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Since WeWork’s cancelled public offering, investors have been securing protections of their original investments in unicorns. (Aniruddha Chowdhury/Mint)
Since WeWork’s cancelled public offering, investors have been securing protections of their original investments in unicorns. (Aniruddha Chowdhury/Mint)

WeWork’s botched share sale has investors in unicorns pushing for more safeguard

  • Tougher terms are the price to pay for ensuring late-stage funding and sustaining the pipeline of initial public offerings
  • Safeguards include a higher minimum price on shares in an IPO

BENGALURU/SAN FRANCISCO : In the months since office-sharing startup WeWork’s botched public debut, mid- and late-stage investors in big startups have been pushing for more safeguards in case their firms fail to go public or sell shares at a lower valuation than pre-initial public offering (IPO) financing rounds.

Fundraising terms are rarely made public, but more than a dozen Silicon Valley-based lawyers, entrepreneurs and venture-capital investors told Reuters that since WeWork’s cancelled public offering and other ill-fated IPOs, investors have been securing protections of their original investments in “unicorns"—private companies valued at $1 billion or more.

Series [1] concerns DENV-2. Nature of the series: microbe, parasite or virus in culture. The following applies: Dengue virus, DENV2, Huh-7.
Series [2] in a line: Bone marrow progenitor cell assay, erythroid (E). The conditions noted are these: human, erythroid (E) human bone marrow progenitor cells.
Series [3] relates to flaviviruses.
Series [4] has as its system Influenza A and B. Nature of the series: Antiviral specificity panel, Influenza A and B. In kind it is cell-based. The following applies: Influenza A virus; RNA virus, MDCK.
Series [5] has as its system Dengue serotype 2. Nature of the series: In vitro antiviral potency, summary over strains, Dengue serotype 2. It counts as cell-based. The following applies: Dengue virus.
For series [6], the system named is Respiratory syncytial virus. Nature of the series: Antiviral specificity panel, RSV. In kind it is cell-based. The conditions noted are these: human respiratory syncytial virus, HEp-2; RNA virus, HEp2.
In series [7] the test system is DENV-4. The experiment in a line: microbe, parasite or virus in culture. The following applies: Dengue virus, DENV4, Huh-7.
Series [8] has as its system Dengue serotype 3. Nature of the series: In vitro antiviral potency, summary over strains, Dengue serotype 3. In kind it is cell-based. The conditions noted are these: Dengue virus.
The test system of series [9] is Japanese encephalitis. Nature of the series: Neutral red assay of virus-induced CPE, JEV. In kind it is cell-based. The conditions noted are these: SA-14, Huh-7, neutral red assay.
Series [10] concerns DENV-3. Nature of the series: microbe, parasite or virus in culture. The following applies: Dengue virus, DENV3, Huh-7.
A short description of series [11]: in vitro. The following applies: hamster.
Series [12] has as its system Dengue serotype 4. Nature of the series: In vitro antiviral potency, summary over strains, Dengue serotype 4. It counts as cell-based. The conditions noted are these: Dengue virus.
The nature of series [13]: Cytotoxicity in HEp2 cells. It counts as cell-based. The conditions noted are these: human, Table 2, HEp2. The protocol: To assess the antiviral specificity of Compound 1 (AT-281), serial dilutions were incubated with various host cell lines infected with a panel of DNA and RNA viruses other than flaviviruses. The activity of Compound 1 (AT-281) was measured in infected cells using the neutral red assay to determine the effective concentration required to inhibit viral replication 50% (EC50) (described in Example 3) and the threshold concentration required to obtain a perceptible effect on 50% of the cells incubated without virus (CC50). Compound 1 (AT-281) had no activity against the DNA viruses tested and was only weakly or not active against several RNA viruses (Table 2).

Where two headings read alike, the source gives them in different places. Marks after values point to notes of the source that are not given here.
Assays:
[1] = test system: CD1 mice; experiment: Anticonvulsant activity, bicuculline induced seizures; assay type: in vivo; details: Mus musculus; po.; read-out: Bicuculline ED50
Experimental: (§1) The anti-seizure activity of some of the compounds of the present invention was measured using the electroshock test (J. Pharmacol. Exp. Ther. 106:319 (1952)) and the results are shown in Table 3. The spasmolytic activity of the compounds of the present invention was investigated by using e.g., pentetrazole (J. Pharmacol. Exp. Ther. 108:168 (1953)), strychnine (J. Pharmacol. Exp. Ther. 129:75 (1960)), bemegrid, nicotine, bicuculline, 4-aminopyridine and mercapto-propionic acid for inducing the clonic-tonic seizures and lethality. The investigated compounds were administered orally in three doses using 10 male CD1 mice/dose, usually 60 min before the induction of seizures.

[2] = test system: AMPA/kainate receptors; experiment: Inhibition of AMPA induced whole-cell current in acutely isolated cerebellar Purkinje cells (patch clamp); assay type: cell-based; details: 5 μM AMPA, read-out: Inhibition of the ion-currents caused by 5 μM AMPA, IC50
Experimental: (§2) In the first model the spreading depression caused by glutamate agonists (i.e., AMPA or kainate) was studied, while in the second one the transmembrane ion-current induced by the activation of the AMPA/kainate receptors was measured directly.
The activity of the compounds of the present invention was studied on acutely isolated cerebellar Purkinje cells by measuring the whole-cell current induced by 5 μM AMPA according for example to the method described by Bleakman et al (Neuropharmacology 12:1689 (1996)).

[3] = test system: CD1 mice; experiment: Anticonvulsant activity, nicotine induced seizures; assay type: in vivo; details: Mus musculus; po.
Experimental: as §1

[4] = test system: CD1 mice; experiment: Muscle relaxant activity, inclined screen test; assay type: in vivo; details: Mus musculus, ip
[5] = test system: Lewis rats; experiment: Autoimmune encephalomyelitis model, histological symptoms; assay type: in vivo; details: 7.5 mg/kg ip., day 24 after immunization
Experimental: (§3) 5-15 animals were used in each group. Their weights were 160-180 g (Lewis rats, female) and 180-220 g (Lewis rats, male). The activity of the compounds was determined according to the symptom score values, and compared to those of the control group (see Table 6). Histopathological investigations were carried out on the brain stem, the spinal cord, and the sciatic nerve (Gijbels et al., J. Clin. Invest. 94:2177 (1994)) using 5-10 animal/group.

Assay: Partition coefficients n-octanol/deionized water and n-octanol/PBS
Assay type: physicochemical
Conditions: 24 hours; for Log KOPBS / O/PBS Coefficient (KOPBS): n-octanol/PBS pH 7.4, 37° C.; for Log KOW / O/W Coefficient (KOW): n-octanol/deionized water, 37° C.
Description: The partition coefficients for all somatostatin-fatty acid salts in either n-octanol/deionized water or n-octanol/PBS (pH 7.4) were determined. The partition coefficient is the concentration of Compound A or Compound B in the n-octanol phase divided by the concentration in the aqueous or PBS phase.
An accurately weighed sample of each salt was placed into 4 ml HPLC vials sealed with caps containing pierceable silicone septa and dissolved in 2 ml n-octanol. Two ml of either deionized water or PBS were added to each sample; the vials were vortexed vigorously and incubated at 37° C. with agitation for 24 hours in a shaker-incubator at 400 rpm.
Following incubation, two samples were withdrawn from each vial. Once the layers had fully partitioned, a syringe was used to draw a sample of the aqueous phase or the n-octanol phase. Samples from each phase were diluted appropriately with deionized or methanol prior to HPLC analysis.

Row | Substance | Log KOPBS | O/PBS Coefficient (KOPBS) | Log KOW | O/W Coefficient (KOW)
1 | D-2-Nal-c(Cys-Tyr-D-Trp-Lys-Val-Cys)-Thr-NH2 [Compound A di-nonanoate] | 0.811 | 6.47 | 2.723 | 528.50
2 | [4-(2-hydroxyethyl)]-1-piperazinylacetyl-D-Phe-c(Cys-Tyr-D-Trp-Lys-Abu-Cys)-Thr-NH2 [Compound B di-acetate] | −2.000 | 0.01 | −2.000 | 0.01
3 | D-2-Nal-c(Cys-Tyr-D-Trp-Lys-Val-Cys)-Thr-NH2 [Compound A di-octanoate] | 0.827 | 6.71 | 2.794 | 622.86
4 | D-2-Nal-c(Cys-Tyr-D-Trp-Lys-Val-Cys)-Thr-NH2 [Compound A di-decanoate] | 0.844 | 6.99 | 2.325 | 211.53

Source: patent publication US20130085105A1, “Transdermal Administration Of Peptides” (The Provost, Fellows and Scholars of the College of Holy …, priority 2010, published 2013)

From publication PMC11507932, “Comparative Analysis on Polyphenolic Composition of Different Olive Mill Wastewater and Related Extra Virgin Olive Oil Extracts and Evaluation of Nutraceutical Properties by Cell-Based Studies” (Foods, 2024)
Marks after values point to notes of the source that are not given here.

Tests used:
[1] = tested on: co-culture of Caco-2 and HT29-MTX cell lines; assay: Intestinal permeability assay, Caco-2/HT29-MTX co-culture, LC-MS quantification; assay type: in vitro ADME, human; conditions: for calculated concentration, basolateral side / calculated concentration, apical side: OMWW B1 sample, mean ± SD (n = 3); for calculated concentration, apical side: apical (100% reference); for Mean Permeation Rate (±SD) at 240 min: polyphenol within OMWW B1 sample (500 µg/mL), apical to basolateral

Tougher terms are the price to pay for ensuring late-stage funding and sustaining the pipeline of initial public offerings, but also can be detrimental for founders, employees and early-stage investors, which in turn could make M&A deals challenging.

A quarterly survey by law firm Fenwick & West, which tracks deal terms of startup clients, showed a sharp rise in those with senior liquidation preferences for later-stage funding rounds in the third quarter, the time when WeWork’s IPO plan unraveled.

Safeguards include a higher minimum price on shares in an IPO, “ratchets" that give investors more shares if the shares are priced below what they paid, guarantees of a certain return on investments, and rights to block the IPO.

“Because many of these unicorn valuations are super high relative to historical IPO values, growth investors are putting in more structure around IPOs," said Ivan Gaviria, a partner at Gunderson Dettmer, a Silicon Valley law firm that works with venture-backed firms and investors.

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